Our favorite reads right now
|March 30, 2012||Posted by eryn under Family Life, Kids, Product Reviews|
Our son continues to have a voracious appetite for reading, or at least being read to, so I thought I’d post a quick review of some of my favorite books that we’ve picked up lately.
Click, Clack, Moo: Cows that Type
by Doreen Cronin and Betsy Lewin
Farmer Brown’s cows get their hoofs on an old typewriter and start pounding away. Then, they start leaving Farmer Brown notes. They want electric blankets. He refuses, so the cows go on strike. Then, the hens ask for electric blankets, too. Farmer Brown again refuses and the hens go on strike, too. Finally, both sides reach a compromise: The cows will give Farmer Brown the typewriter if the hens and cows get electric blankets. He gives the animals their blankets, but the ducks decide to take the typewriter for themselves. “Click, clack, quack.”
I love this book. The premise is inventive and the illustrations are vivid and endearing. It’s no wonder that this is a Caldecott Honor book. My son loves to chime in with “Click, clack, moo” at the appropriate parts, too (and sometimes elsewhere as well). I think the lessons here about the tactics of negotiation and civil disobedience are good ones, too, although I suppose there are some who might object to that. I’d consider this a must-have for any child’s library.
The Pigeon Finds a Hot Dog!
by Mo Willems
A pigeon finds a hot dog, but just as he’s about to eat it, a little duckling stops him. The duckling claims he’s never had a hot dog before and has all sorts of questions for the pigeon: What does it taste like? Does it taste like chicken? The pigeon gets increasingly frustrated with the duckling’s questions and finally gives in and shares the hot dog with the duckling.
Another book I adore. The writing is simple, but the story is hilarious. The illustrations are also very simple, as in something I might even be able to draw. But I love how the drawings convey the pigeon’s feelings by the positioning of his wings, the tilt of his head or the inclusion of a half-closed eyelid. The pigeon’s growing frustration is what really adds to the comedic value of this book. The pictures truly tell the story. And I think the general message of this book (to share) is a good one, too. The one downside I see to this book is that it sort of glorifies hot dogs, which aren’t exactly the healthiest food. Even so, I’d consider this another must-have.
Llama Llama Red Pajama
By Anna Dewdney
Baby Llama’s all tucked in for bed when he realizes he wants a drink. He calls for his mama, who says she’ll be up soon. While she’s busy in the kitchen washing dishes and talking on the phone, Baby Llama starts to worry more and more that his mama isn’t coming. Finally, he screams out in panic and his mama drops everything she’s doing and rushes up to his bedroom, where she tells him she’s “always near, / even if she’s / not right here.”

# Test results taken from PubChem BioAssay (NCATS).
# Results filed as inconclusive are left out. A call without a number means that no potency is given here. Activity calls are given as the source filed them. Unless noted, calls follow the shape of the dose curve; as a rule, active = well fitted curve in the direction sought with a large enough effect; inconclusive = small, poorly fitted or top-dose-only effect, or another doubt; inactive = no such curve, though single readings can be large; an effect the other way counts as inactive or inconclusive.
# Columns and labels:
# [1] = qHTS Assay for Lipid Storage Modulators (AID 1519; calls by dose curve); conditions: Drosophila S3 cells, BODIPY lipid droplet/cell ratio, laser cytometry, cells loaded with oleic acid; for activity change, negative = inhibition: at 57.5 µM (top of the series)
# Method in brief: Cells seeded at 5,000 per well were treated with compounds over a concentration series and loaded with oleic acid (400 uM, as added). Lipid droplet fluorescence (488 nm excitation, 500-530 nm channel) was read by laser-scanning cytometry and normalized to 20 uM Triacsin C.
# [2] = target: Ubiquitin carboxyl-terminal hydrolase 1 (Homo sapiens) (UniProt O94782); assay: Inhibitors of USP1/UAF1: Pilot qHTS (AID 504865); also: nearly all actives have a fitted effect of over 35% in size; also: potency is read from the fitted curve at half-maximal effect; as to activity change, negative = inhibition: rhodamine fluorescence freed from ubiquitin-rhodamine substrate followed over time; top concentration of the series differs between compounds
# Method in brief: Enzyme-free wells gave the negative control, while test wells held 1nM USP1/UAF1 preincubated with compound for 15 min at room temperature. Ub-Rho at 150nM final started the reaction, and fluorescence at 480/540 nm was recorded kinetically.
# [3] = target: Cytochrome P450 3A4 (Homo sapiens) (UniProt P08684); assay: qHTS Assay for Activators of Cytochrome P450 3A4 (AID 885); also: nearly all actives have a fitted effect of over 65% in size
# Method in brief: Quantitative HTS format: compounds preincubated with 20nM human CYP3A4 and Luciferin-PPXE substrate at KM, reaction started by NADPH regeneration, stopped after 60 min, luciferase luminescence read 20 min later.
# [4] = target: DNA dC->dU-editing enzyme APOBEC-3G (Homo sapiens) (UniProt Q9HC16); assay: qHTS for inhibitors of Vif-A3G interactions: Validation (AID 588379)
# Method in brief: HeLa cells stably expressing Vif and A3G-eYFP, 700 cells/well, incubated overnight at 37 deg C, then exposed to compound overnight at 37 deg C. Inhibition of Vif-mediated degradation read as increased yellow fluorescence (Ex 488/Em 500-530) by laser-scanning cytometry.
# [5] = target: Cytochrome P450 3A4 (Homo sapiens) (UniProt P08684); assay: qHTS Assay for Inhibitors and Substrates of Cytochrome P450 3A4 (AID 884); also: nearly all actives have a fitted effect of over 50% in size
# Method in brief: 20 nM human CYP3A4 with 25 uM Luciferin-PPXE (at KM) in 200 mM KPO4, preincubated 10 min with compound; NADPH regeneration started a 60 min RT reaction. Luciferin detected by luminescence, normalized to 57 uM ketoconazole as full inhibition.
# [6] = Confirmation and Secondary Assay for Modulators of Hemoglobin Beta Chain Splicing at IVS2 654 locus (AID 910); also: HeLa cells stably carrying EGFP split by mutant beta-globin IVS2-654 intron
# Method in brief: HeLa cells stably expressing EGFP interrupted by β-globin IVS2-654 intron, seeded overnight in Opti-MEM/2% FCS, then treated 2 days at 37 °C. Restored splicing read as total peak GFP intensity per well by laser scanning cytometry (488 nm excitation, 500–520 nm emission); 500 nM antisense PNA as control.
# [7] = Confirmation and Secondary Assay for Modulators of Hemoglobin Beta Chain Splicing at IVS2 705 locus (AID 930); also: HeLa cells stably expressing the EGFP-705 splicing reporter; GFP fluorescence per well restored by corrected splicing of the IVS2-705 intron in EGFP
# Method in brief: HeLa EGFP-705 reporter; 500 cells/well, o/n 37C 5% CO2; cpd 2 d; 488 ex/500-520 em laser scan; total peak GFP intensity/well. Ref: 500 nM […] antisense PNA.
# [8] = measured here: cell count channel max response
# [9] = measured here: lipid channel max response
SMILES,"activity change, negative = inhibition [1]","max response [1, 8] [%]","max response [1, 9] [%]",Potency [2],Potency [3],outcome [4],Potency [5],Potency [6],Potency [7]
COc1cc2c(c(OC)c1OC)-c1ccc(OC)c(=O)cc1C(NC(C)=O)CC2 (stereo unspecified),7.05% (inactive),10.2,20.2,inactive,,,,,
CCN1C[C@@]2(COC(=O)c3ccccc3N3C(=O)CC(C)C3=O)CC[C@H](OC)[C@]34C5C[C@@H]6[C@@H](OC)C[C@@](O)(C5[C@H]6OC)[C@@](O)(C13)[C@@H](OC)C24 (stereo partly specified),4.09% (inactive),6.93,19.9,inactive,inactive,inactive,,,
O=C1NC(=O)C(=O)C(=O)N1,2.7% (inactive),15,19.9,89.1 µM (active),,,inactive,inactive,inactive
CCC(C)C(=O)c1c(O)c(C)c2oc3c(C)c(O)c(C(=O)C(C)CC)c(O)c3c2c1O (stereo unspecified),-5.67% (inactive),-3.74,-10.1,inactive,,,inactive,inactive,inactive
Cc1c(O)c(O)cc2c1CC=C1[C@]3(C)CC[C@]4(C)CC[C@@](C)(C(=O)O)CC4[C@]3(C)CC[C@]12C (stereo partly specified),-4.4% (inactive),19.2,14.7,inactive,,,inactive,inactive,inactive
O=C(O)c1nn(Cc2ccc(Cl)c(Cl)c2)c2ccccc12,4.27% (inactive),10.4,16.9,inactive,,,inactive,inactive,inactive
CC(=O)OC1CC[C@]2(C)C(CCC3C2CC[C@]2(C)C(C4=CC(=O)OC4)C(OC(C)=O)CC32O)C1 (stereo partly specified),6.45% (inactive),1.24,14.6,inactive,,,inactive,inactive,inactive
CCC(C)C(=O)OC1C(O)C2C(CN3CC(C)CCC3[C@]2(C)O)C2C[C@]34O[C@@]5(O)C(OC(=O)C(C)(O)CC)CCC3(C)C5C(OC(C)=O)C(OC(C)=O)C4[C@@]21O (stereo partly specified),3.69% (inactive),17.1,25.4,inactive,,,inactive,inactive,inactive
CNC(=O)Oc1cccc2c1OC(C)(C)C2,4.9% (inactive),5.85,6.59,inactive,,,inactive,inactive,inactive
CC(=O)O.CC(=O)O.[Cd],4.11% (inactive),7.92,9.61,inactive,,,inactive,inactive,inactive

The staccato rhymes of this story make it fun to read aloud. The illustrations are bold and cute. I love that Baby Llama’s toy llama mimics his expressions, too. I think it’s funny, though, that a book published in 2005 has a mama talking on a corded phone. Really? Does anyone still have corded phones in their home? I can also certainly identify with the frazzled mama in this story, trying to get things done around the house but still tending to her child.
I think there are some problems with the messages in this book, though: The mama waits until her baby screams before going up to him. If my son calls for me at night, I do go in to check on him and see what he wants, and we haven’t had any difficulties since reading this book, but I could see the potential in this book for setting up some bad habits like screaming at night just to get Mom or Dad to come into the bedroom. Also, I could see how sensitive children could be upset just at seeing the Baby Llama’s frightened expressions. Again, we haven’t had any problem in that regard, but I could see this book being upsetting for some kids or creating undesirable behaviors.
Too Much Noise
by Ann McGovern and Simms Taback
Peter lives in an old house with a creaky bed and squeaky floor. Combined with the sound of leaves falling on the roof and a whistling tea kettle, it’s just too much for him. So he asks the wise man in the village what he should do about his “noisy” house. The wise man advises him to get a cow. Peter doesn’t understand why he should get a cow, but he follows the wise man’s advice. When the cow doesn’t help, Peter returns to the wise man. This time, he’s told to get a donkey. They go back and forth until Peter ends up with a cow, donkey, sheep, hen, cat and dog in his house. Fed up, he returns to the wise man and complains. Finally, the wise man tells him to get rid of all the animals. Once he does, Peter is happy with the quiet noises of the creaky bed, squeaky floor, falling leaves and whistling tea kettle.
The wording in this story is very repetitive, which makes it fun for youngsters. My son also enjoys saying the animal sounds. And I think the overall message of being happy with what you have is a good one. This book is also a good way to introduce the concept of loud and soft sounds to children.
The only major drawback I see in this story is that it treats animals as disposable objects. I wonder what Peter does when he gets rid of all those animals? Is he just dropping them off down the road somewhere? Taking them to the local animal shelter? To a farm perhaps?
I’m also not crazy about the illustrations. I prefer something a little more vibrant.
My rating: ★ ★ ★ ★ ☆
What are your favorite kids’ books right now?
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